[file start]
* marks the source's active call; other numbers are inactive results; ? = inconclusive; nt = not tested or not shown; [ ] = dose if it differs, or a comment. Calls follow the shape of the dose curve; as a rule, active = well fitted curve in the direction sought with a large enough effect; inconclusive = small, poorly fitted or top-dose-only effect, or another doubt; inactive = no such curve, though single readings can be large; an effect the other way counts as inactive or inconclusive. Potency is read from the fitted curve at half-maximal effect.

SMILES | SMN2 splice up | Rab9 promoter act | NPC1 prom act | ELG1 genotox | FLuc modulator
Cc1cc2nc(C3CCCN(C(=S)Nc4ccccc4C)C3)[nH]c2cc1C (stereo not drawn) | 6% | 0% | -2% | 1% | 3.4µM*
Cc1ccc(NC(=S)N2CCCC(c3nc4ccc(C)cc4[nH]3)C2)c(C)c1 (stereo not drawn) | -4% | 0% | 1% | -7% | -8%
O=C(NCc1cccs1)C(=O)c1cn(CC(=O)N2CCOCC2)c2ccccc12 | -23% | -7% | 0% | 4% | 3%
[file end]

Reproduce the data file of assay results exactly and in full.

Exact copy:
* marks the source's active call; other numbers are inactive results; ? = inconclusive; nt = not tested or not shown; [ ] = dose if it differs, or a comment. Calls follow the shape of the dose curve; as a rule, active = well fitted curve in the direction sought with a large enough effect; inconclusive = small, poorly fitted or top-dose-only effect, or another doubt; inactive = no such curve, though single readings can be large; an effect the other way counts as inactive or inconclusive. Potency is read from the fitted curve at half-maximal effect.

SMILES | SMN2 splice up | Rab9 promoter act | NPC1 prom act | ELG1 genotox | FLuc modulator
Cc1cc2nc(C3CCCN(C(=S)Nc4ccccc4C)C3)[nH]c2cc1C (stereo not drawn) | 6% | 0% | -2% | 1% | 3.4µM*
Cc1ccc(NC(=S)N2CCCC(c3nc4ccc(C)cc4[nH]3)C2)c(C)c1 (stereo not drawn) | -4% | 0% | 1% | -7% | -8%
O=C(NCc1cccs1)C(=O)c1cn(CC(=O)N2CCOCC2)c2ccccc12 | -23% | -7% | 0% | 4% | 3%